An op-ed by Anya Kamenetz in the New York Times of May 30th, 2006, is well summarized in its title: “Take This Internship and Shove It“. Some things she mentions:
- According to a Vault Survey, about half of all internships are unpaid. This does not take into account all the underpaid ones. I couldn’t find the survey she mentions, but in this Vault survey, 36% of respondents say they were unpaid.
- “They fly in the face of meritocracy — you must be rich enough to work without pay to get your foot in the door”
- “A 1998 survey of nearly 700 employers by the Institute on Education and the Economy at Columbia University’s Teachers College found: ‘Compared to unpaid internships, paid placements are strongest on all measures of internship quality. The quality measures are also higher for those firms who intend to hire their interns.'”
The blogosphere got all excited over the issue, which is a very good thing.
- Garance Frankee-Ruta, at The American Prospect, tags the op-ed “brillant” and wonders why unions pay so little attention to the issue. I wonder why no one pays more attention to this issue.
- Justin Cox, an intern himself, agrees that the rules are relaxed for interns, but he’s not so sure about overidentification. His organization adds 60 interns to a staff of 120 over the summer and they pay them $150-200 a week, “no where near what they pay real staff”.
- Lindsay Beyerstein, at Majikthise, worries about the effects on meritocracy. Her solution? “Universities could help by creating more co-op programs.” In a follow-up, she questions the tendency of liberal organizations to use unpaid interns: “It’s hypocritical for progressive groups to preach social change but practice exclusion.”
- BDA suggests his own radical solution: “One of our leaders should introduce a bill to ban unpaid internship in Congress and federal agencies. Call it the ‘Equal Opportunity in Educational Internships Act.'”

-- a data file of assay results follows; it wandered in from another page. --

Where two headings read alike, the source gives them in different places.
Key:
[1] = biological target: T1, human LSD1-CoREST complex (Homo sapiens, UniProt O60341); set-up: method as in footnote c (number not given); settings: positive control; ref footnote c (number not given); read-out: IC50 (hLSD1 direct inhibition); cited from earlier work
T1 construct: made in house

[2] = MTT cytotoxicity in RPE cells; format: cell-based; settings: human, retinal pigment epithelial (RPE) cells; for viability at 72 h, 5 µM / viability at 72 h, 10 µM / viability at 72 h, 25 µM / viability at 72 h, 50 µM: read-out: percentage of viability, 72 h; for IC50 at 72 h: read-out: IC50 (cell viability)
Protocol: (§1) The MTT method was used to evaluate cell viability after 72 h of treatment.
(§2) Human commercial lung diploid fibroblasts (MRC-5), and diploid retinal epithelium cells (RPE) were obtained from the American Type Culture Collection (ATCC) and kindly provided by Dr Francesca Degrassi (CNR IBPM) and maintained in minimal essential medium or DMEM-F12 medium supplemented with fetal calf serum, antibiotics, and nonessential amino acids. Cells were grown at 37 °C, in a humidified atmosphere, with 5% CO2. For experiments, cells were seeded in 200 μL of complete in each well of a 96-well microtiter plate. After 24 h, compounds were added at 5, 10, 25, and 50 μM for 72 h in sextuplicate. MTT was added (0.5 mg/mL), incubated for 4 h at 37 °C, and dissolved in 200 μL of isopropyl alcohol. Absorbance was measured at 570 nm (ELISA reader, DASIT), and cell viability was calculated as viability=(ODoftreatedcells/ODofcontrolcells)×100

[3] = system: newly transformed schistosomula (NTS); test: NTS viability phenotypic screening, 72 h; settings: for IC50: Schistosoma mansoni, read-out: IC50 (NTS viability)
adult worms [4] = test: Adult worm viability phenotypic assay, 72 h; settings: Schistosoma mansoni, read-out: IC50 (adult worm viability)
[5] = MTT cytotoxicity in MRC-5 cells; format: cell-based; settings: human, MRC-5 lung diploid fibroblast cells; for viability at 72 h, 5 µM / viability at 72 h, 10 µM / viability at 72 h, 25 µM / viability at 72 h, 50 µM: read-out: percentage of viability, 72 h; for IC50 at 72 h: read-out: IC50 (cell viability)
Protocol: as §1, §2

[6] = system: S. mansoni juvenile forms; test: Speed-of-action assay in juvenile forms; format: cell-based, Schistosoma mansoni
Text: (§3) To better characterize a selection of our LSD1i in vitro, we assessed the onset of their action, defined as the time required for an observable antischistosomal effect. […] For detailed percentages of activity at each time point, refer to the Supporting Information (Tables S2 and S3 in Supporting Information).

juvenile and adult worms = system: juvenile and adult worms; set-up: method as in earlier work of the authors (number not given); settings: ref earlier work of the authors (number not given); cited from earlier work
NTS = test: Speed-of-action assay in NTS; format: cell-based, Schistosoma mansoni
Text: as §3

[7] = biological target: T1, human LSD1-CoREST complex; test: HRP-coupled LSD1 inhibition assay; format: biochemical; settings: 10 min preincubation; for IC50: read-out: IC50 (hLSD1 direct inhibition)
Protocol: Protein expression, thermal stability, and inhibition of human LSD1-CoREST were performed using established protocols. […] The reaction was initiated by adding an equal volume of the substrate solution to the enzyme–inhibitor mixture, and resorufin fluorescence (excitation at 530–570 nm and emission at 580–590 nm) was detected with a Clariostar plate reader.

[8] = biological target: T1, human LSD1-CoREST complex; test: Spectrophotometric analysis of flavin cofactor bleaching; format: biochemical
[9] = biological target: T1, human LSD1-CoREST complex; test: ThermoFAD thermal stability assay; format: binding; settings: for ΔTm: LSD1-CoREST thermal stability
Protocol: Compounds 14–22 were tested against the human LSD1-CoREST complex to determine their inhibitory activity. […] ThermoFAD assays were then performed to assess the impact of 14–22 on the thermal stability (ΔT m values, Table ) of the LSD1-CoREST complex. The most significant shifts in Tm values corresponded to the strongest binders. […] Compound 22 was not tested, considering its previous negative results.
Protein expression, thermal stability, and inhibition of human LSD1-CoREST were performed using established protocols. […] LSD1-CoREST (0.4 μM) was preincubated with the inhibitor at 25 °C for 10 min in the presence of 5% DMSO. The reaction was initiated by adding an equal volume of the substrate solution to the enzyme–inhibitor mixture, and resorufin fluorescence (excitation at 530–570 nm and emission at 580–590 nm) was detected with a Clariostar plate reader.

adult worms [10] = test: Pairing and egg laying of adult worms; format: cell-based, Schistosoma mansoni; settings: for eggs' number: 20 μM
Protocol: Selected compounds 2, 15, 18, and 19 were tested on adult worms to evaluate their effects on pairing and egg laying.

- Will Wilkinson promises some hard economic analysis but unfortunately falls into the Internet-size trap of personal attacks and mockery all too quickly. Too bad, it was promising.
- Andrew Samick, professor of economics at Dartmouth University, took it a bit personal since his university subsidizes unpaid internships. He suggests that interns who want to be paid should study at Dartmouth. They subsidize 40 positions…
- Ezra Klein, at The American Propect, points that many interns are not working for corporate America, but for NGOs. It’s a good start to assess the complexity of the issue.
Anya Kamenetz’ fundamental point is right: unpaid internships are rarely justified. It’s also relevant to paint unpaid internships as a subsidy, although any way of measuring it can only be controversial.
I disagree, however with her that so many internships are “simulations”. The problem is that they are the opposite of simulations: they are real jobs. That’s why they should be paid. And that’s why they’re not as laid back and fun as she seems to think.
I am not sure that her “oversupply of labour” is the right way to put it, but interns are definitely competing against each other. That is why they can hardly turn down an unpaid position. They are so weak and disorganized against employers that they have to accept what is offered or let go of the opportunity at the risk of finding nothing.